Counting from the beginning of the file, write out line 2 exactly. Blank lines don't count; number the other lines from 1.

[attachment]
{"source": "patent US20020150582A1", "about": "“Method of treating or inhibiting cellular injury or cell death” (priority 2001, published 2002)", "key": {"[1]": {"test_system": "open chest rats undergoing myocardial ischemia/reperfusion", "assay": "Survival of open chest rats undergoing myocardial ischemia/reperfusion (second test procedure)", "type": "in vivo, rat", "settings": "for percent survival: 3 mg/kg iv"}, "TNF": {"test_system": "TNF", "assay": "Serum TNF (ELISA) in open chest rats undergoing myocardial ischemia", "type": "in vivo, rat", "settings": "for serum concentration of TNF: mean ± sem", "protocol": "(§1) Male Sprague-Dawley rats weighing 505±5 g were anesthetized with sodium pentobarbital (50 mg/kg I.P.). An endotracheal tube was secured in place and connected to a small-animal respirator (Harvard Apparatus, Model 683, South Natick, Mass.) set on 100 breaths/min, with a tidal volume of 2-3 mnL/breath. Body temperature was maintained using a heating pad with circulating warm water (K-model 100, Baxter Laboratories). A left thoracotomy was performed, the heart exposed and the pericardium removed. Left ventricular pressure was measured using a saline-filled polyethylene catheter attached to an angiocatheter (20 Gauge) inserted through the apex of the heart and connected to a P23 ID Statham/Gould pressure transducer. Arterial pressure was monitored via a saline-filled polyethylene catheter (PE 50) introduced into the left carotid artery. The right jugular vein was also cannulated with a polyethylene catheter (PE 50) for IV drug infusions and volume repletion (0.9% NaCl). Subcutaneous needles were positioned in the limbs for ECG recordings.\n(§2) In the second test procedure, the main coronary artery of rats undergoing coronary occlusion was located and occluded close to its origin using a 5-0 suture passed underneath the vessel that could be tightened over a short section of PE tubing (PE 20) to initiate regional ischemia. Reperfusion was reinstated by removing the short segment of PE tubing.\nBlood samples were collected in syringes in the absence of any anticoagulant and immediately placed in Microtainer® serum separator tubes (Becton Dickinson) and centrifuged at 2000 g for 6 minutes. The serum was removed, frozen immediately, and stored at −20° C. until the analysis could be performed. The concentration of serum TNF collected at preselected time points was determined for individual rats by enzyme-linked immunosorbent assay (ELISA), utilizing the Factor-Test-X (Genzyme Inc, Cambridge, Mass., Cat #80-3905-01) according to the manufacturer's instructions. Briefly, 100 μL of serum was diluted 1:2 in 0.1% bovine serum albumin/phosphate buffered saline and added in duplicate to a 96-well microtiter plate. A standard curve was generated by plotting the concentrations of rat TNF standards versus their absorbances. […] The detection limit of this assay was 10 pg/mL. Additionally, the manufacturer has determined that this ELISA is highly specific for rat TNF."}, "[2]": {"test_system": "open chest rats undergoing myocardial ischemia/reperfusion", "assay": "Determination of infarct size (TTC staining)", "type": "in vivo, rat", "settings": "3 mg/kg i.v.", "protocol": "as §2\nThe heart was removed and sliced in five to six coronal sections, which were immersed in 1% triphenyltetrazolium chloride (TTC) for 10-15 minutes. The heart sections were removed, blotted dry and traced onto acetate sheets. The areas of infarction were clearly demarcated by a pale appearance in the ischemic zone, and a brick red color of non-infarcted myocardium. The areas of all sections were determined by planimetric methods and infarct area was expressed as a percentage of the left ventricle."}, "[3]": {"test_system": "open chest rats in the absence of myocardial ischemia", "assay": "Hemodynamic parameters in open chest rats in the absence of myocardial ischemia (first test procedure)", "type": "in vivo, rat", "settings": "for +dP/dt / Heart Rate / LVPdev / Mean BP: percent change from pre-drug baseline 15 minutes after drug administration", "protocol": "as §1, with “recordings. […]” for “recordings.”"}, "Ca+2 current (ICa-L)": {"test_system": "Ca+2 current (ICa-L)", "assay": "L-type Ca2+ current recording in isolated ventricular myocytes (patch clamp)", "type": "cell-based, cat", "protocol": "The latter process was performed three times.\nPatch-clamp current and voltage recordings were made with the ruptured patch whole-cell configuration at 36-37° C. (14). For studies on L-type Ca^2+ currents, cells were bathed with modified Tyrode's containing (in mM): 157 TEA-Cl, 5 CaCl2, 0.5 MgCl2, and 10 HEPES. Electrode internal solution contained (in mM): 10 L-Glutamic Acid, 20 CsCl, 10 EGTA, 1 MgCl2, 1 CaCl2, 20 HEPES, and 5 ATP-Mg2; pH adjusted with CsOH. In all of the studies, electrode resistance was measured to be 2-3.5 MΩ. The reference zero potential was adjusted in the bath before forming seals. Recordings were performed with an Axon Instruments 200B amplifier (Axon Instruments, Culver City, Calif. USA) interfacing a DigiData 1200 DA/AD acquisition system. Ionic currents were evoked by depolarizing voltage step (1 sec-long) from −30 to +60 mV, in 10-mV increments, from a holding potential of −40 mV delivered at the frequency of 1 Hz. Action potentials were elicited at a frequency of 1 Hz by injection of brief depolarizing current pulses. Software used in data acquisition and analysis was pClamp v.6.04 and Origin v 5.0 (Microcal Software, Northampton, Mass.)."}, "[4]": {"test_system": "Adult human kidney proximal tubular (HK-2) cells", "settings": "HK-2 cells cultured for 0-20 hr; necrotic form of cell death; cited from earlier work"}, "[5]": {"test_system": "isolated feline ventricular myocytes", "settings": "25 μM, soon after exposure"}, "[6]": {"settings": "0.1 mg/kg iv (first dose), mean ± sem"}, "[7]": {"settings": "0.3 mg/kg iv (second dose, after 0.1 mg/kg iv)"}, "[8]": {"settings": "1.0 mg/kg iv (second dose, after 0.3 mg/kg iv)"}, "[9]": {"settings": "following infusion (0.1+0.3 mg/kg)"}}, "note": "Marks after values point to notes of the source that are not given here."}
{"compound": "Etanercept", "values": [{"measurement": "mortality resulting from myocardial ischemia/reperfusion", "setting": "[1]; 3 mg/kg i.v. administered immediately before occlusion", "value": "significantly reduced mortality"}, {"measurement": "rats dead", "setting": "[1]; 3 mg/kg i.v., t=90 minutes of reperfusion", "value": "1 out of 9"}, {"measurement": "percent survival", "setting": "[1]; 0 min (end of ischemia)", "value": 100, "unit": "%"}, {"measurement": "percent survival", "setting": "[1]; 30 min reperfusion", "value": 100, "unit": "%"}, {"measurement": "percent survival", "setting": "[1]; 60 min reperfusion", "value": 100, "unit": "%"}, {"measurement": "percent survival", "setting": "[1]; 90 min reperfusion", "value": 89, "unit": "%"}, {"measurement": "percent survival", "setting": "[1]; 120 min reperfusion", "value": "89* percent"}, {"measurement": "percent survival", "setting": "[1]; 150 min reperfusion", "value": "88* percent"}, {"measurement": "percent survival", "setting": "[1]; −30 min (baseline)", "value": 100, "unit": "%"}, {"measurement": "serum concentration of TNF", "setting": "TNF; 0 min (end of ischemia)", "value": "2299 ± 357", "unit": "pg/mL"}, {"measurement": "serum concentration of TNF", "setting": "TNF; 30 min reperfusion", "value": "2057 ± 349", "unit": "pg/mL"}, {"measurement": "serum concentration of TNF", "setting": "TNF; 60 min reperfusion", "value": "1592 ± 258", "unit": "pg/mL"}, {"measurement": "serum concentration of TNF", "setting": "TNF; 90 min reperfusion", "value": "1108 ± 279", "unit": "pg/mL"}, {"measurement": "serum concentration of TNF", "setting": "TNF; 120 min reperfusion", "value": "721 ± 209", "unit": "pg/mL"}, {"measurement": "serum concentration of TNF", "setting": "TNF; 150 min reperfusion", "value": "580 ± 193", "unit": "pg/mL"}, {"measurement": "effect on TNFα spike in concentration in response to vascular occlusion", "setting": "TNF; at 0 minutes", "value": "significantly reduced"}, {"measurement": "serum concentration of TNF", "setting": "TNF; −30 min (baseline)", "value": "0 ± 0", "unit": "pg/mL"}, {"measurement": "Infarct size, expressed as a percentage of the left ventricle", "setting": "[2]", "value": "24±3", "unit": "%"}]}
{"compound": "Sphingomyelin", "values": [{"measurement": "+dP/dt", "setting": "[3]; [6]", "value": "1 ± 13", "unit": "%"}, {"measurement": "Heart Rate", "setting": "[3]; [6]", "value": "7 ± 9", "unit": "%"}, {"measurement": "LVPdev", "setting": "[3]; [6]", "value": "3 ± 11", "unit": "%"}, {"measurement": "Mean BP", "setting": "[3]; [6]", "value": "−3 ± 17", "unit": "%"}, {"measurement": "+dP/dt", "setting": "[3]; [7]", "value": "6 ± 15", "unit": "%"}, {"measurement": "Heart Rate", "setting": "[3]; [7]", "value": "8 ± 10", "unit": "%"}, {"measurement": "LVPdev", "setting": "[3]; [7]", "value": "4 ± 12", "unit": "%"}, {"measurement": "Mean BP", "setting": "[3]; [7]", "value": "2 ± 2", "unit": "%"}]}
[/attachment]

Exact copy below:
{"compound": "Etanercept", "values": [{"measurement": "mortality resulting from myocardial ischemia/reperfusion", "setting": "[1]; 3 mg/kg i.v. administered immediately before occlusion", "value": "significantly reduced mortality"}, {"measurement": "rats dead", "setting": "[1]; 3 mg/kg i.v., t=90 minutes of reperfusion", "value": "1 out of 9"}, {"measurement": "percent survival", "setting": "[1]; 0 min (end of ischemia)", "value": 100, "unit": "%"}, {"measurement": "percent survival", "setting": "[1]; 30 min reperfusion", "value": 100, "unit": "%"}, {"measurement": "percent survival", "setting": "[1]; 60 min reperfusion", "value": 100, "unit": "%"}, {"measurement": "percent survival", "setting": "[1]; 90 min reperfusion", "value": 89, "unit": "%"}, {"measurement": "percent survival", "setting": "[1]; 120 min reperfusion", "value": "89* percent"}, {"measurement": "percent survival", "setting": "[1]; 150 min reperfusion", "value": "88* percent"}, {"measurement": "percent survival", "setting": "[1]; −30 min (baseline)", "value": 100, "unit": "%"}, {"measurement": "serum concentration of TNF", "setting": "TNF; 0 min (end of ischemia)", "value": "2299 ± 357", "unit": "pg/mL"}, {"measurement": "serum concentration of TNF", "setting": "TNF; 30 min reperfusion", "value": "2057 ± 349", "unit": "pg/mL"}, {"measurement": "serum concentration of TNF", "setting": "TNF; 60 min reperfusion", "value": "1592 ± 258", "unit": "pg/mL"}, {"measurement": "serum concentration of TNF", "setting": "TNF; 90 min reperfusion", "value": "1108 ± 279", "unit": "pg/mL"}, {"measurement": "serum concentration of TNF", "setting": "TNF; 120 min reperfusion", "value": "721 ± 209", "unit": "pg/mL"}, {"measurement": "serum concentration of TNF", "setting": "TNF; 150 min reperfusion", "value": "580 ± 193", "unit": "pg/mL"}, {"measurement": "effect on TNFα spike in concentration in response to vascular occlusion", "setting": "TNF; at 0 minutes", "value": "significantly reduced"}, {"measurement": "serum concentration of TNF", "setting": "TNF; −30 min (baseline)", "value": "0 ± 0", "unit": "pg/mL"}, {"measurement": "Infarct size, expressed as a percentage of the left ventricle", "setting": "[2]", "value": "24±3", "unit": "%"}]}